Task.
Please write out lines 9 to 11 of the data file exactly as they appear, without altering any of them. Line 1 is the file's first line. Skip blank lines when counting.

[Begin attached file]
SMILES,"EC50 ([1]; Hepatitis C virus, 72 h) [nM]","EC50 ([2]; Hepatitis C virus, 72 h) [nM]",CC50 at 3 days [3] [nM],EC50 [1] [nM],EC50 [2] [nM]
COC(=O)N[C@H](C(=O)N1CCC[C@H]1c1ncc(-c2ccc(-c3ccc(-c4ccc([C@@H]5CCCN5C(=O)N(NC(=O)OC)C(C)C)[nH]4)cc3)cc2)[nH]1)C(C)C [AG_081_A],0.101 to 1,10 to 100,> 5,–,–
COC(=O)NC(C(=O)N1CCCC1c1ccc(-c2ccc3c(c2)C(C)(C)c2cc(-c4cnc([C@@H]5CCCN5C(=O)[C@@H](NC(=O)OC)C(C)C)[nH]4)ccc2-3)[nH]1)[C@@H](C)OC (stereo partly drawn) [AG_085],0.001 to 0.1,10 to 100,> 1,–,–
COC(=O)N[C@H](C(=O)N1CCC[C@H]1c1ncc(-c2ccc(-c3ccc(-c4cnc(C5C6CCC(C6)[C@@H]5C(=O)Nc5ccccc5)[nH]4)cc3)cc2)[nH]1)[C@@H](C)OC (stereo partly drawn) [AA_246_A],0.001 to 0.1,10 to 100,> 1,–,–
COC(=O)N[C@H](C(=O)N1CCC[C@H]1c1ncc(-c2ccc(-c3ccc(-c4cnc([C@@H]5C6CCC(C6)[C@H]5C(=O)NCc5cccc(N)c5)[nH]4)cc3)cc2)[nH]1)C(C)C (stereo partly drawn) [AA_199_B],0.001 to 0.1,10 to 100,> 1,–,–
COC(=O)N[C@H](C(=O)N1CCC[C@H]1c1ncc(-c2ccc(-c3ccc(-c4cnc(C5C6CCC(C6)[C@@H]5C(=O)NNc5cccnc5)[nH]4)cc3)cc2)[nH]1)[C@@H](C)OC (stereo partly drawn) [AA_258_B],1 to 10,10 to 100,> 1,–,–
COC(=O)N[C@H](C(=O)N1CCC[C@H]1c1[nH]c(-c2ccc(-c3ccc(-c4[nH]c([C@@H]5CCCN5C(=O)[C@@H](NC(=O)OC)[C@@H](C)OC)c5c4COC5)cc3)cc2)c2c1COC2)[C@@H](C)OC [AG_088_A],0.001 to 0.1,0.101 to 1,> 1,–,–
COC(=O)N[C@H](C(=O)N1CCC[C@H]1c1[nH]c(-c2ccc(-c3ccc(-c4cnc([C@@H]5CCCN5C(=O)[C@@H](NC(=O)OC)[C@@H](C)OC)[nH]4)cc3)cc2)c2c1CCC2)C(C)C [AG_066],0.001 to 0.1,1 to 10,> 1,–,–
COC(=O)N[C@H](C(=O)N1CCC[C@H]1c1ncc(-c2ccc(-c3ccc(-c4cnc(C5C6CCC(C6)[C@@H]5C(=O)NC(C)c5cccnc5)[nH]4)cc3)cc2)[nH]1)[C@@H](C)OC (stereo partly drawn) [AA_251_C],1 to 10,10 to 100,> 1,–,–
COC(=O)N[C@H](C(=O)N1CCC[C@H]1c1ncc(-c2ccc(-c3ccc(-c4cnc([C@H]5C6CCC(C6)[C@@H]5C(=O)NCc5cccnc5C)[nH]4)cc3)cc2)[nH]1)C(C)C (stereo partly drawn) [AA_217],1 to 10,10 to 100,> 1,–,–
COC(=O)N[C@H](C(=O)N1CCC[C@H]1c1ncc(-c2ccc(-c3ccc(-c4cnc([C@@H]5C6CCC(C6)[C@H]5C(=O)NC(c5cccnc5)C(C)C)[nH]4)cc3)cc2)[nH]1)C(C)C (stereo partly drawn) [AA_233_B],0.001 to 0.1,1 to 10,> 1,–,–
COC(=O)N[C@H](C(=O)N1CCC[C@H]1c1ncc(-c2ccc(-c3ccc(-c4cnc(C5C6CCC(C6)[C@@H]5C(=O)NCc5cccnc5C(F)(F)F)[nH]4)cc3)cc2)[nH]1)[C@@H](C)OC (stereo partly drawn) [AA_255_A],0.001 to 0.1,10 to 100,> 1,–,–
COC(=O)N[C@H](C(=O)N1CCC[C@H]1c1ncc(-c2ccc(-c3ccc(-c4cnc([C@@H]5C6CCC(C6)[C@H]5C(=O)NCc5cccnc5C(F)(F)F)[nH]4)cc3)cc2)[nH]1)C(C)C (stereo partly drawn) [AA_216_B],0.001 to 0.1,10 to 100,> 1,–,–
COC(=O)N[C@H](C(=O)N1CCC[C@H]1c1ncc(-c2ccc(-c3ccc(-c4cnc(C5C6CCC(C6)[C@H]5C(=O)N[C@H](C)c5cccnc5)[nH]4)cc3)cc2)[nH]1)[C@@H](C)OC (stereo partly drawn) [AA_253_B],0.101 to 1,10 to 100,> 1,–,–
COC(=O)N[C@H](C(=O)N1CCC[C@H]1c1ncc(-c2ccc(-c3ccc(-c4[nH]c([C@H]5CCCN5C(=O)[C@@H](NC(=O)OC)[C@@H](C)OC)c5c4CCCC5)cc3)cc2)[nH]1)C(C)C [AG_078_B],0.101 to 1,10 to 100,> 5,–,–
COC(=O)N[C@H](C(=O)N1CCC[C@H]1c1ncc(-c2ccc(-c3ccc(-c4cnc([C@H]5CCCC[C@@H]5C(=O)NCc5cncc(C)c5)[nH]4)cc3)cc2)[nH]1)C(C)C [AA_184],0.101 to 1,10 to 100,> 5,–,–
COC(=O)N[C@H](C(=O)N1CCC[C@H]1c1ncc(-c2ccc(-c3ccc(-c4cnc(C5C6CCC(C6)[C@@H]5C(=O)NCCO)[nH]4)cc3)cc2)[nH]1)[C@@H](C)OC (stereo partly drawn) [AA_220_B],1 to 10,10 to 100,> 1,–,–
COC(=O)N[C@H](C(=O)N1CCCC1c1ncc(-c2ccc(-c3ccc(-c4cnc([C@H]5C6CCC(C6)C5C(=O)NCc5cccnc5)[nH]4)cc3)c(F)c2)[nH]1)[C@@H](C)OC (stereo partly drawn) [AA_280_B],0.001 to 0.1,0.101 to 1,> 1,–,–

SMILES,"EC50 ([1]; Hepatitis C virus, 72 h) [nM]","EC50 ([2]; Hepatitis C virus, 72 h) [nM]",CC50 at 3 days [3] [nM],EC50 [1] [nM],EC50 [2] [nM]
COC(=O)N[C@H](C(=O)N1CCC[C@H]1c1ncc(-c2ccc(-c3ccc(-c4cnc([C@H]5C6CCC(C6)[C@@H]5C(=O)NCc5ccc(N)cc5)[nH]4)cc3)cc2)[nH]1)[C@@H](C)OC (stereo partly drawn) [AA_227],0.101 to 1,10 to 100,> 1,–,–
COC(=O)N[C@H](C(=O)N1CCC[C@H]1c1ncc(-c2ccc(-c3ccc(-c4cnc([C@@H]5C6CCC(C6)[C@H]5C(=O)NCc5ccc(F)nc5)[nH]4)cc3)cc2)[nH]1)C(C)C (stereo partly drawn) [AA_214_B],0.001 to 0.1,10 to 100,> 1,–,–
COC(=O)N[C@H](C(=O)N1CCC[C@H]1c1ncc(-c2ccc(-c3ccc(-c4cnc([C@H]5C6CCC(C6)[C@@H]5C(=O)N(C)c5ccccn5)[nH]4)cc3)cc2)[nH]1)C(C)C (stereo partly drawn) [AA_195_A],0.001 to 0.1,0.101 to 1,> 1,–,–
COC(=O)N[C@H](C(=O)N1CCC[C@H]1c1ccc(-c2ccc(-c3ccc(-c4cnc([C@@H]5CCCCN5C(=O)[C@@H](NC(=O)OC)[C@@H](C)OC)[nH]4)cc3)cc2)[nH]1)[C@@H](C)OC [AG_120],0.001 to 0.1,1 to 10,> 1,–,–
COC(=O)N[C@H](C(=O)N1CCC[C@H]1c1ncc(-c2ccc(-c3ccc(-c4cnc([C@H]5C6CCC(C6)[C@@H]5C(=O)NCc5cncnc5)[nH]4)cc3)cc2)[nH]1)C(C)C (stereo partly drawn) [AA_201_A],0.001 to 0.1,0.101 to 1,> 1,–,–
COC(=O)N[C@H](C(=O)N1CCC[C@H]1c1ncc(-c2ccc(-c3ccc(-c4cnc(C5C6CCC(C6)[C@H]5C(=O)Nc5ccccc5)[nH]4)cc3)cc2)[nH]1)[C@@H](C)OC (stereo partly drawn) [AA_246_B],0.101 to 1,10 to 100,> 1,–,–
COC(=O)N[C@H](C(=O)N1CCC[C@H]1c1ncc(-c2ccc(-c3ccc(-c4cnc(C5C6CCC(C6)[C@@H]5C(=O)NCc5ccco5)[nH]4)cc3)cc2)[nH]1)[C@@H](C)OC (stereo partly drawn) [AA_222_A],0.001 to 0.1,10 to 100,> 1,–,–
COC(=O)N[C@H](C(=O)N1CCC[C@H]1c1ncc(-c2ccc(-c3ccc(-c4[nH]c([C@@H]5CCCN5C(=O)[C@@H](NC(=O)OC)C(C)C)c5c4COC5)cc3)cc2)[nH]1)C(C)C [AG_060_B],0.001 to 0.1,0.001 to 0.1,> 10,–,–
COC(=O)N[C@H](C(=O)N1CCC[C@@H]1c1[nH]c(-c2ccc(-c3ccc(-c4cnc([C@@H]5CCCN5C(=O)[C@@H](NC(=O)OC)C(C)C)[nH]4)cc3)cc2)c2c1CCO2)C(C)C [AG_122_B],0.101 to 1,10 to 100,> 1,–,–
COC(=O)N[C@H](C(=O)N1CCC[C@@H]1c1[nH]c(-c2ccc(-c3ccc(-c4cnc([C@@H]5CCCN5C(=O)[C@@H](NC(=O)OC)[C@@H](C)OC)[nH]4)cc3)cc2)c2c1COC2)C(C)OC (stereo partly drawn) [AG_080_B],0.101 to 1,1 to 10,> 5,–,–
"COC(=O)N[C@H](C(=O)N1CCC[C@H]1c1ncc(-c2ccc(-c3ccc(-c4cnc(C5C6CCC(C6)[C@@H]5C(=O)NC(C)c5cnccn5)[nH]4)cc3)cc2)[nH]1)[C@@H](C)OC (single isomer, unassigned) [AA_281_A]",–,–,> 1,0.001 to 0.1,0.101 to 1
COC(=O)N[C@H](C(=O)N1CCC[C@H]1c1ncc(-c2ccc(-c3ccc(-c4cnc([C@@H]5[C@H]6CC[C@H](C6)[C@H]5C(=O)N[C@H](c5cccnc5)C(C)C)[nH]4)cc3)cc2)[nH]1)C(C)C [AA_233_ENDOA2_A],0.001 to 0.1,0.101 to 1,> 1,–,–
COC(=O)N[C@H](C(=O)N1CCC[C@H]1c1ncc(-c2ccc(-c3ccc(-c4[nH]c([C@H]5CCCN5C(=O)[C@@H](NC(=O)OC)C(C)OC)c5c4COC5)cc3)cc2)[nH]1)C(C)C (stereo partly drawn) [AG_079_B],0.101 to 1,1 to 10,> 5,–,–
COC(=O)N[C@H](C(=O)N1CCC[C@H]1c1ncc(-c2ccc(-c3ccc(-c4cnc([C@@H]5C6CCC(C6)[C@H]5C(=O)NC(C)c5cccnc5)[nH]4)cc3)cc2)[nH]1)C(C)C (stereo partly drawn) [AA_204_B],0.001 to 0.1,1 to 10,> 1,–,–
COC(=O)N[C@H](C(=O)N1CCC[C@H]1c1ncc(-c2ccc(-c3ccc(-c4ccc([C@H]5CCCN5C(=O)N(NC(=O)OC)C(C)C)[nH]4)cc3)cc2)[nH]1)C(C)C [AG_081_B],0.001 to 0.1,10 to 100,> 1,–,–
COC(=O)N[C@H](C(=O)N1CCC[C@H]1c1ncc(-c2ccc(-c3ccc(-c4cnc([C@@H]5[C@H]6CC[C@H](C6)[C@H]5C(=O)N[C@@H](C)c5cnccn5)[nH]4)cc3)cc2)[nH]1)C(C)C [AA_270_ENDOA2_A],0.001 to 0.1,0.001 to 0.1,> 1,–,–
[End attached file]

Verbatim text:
COC(=O)N[C@H](C(=O)N1CCC[C@H]1c1ncc(-c2ccc(-c3ccc(-c4cnc(C5C6CCC(C6)[C@@H]5C(=O)NC(C)c5cccnc5)[nH]4)cc3)cc2)[nH]1)[C@@H](C)OC (stereo partly drawn) [AA_251_C],1 to 10,10 to 100,> 1,–,–
COC(=O)N[C@H](C(=O)N1CCC[C@H]1c1ncc(-c2ccc(-c3ccc(-c4cnc([C@H]5C6CCC(C6)[C@@H]5C(=O)NCc5cccnc5C)[nH]4)cc3)cc2)[nH]1)C(C)C (stereo partly drawn) [AA_217],1 to 10,10 to 100,> 1,–,–
COC(=O)N[C@H](C(=O)N1CCC[C@H]1c1ncc(-c2ccc(-c3ccc(-c4cnc([C@@H]5C6CCC(C6)[C@H]5C(=O)NC(c5cccnc5)C(C)C)[nH]4)cc3)cc2)[nH]1)C(C)C (stereo partly drawn) [AA_233_B],0.001 to 0.1,1 to 10,> 1,–,–